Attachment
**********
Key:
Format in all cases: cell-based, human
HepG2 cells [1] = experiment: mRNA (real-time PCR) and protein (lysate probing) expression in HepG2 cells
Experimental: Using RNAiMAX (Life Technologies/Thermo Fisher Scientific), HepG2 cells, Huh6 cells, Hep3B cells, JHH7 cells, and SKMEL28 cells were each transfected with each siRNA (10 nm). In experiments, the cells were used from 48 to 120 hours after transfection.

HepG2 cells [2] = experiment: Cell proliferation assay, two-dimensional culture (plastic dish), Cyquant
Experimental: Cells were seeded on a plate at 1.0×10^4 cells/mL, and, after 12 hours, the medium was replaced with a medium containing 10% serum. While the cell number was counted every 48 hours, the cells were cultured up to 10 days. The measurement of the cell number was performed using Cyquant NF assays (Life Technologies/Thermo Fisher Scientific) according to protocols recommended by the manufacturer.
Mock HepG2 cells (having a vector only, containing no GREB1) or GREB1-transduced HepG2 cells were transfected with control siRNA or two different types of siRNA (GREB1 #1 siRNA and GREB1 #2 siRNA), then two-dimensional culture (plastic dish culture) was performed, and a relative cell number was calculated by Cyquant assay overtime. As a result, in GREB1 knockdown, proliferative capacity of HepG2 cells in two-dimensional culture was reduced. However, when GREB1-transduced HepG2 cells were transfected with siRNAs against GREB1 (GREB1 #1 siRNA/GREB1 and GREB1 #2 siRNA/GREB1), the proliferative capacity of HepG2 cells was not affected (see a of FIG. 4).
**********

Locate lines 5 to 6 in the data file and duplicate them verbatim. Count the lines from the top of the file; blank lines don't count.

HepG2 cells [2] = experiment: Cell proliferation assay, two-dimensional culture (plastic dish), Cyquant
Experimental: Cells were seeded on a plate at 1.0×10^4 cells/mL, and, after 12 hours, the medium was replaced with a medium containing 10% serum. While the cell number was counted every 48 hours, the cells were cultured up to 10 days. The measurement of the cell number was performed using Cyquant NF assays (Life Technologies/Thermo Fisher Scientific) according to protocols recommended by the manufacturer.